22. 22. XFi.grid.ReportingGridPanel XFi.grid. AbstractReportingGridPanel- Since this class is not directly instantiated, and is /abstract/, itshould be named as such.- Prepending the word “Abstract” to “ReportingGridPanel” tells usexactly what purpose it serves.- Given this exercise, we can deduce a simple formula to name ourclasses.
  23. 23. Abstract Reporting GridPanel Abstract ? Purpose Superclass- We can break out class names into three pieces- The Abstract portion can be omitted if this is not a base class.- The negative side effect of this pattern is the potential for longclass and file names.- I’d rather have to deal w/ that than not knowing how classes arepurposed.- OK, we know how to name our classes, but how do we organizethem?
  24. 24. Suggestion #3 Organize namespace by screens/purpose- While this may seem obvious to some, I’m always surprised howdevelopers name their classes.- Lets go through another example of what I’ve seen out there.
  25. 25. - For this customer, I found files that were named in a way thatprovided some level of organization, but these files were all in theroot of their javascript directory.- For the most part, the names told the tail of the screen, section,and purpose.- This could be better managed if they simply used directories toorganize their files.(aside) If you find yourself mixing hyphens and underscores innames, please stop.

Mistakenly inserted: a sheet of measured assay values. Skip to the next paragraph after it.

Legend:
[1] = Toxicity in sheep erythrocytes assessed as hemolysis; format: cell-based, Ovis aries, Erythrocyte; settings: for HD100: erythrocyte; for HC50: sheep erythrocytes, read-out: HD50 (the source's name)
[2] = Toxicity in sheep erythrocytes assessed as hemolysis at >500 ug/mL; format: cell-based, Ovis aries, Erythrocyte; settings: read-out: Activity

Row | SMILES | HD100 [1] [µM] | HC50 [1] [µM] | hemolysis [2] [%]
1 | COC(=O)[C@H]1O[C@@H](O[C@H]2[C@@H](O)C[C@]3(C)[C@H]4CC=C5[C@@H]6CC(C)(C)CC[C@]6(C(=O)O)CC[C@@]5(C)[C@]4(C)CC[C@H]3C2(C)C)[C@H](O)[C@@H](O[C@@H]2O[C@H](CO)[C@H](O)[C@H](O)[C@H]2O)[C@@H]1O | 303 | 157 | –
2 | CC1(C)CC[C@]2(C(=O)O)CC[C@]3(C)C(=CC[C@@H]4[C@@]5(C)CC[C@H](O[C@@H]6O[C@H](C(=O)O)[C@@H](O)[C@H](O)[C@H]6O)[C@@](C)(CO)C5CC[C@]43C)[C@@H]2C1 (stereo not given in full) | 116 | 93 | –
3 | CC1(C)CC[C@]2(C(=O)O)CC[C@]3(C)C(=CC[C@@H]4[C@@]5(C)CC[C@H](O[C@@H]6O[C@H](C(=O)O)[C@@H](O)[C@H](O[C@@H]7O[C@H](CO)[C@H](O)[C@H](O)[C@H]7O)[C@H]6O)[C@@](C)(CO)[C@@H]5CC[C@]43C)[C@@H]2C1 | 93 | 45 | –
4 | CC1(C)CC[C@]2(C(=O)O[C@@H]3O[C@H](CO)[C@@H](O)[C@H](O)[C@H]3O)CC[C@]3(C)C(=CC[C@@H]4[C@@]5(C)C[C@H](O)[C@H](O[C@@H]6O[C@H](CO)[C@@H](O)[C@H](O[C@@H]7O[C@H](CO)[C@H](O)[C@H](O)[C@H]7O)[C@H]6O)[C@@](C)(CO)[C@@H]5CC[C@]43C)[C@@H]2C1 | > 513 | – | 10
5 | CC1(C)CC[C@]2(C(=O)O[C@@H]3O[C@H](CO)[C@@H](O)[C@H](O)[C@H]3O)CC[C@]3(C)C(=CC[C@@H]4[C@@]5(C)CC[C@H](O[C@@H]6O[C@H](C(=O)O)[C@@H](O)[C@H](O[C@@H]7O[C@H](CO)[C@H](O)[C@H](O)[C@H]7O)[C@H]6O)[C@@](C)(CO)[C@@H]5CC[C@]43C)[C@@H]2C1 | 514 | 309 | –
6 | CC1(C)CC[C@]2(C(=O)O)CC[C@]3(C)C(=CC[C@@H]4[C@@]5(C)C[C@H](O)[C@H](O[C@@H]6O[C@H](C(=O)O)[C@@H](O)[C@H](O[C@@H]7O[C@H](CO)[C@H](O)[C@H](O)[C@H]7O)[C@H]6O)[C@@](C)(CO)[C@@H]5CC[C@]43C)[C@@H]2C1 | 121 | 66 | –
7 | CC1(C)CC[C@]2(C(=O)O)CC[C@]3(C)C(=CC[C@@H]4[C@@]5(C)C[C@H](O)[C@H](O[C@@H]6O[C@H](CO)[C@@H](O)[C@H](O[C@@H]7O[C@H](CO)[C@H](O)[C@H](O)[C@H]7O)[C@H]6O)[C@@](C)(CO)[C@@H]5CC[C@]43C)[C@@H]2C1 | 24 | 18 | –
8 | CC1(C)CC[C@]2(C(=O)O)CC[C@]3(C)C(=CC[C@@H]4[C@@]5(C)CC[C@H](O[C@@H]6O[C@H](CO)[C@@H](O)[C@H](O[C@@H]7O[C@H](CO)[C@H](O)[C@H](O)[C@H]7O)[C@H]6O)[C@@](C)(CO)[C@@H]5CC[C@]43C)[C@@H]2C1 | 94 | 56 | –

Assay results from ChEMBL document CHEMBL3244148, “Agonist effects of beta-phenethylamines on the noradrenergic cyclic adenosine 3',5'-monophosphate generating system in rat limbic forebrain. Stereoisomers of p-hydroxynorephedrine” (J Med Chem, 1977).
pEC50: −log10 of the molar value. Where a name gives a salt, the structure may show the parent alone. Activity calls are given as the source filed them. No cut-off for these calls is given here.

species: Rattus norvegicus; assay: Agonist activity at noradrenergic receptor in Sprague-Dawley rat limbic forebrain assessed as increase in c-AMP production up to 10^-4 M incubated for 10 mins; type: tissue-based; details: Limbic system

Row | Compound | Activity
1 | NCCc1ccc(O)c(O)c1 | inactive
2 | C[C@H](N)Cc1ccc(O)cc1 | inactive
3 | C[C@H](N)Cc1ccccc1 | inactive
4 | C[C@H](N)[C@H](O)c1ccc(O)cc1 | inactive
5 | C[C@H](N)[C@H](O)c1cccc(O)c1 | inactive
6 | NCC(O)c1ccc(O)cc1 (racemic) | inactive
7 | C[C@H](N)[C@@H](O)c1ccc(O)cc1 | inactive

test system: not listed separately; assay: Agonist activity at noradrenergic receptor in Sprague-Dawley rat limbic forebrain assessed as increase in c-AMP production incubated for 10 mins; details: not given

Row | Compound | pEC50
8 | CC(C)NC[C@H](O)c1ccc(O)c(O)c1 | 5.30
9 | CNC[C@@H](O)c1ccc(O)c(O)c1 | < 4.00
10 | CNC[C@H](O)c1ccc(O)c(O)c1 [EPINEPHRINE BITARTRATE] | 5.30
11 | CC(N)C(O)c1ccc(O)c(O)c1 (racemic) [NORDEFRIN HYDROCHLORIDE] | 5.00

26. 26. We’ll use Suggestion #1,to clean things up a bit..
  27. 27. ArchivePanel XFi ExplorerPanel Namespace configExplorer TemplatesContainer RunNowPanel job JobMgmtPanel jobs CustomIssuesPanel configMgmt PolicyDesignPanel SpecsPanel TriggeredJobsPanel ConfigMgmtPanel- This diagram represents the “configMgmt” namespace (or package),which resides inside of the XFi namespace.- In this case, configMgmt is a major screen with sub-screens. Each subscreen that has multiple classes are split into their own namespace.- Organizing code in this fashion will allow your code to be much moremanageable, not to mention clean up the root of your JS directory!- This level of code organization can benefit your projects, but can quicklyget cluttered, this is where further code segmentation can come into play.
  28. 28. Code Segmentation- For this, we’ll discuss another facet of code segmentation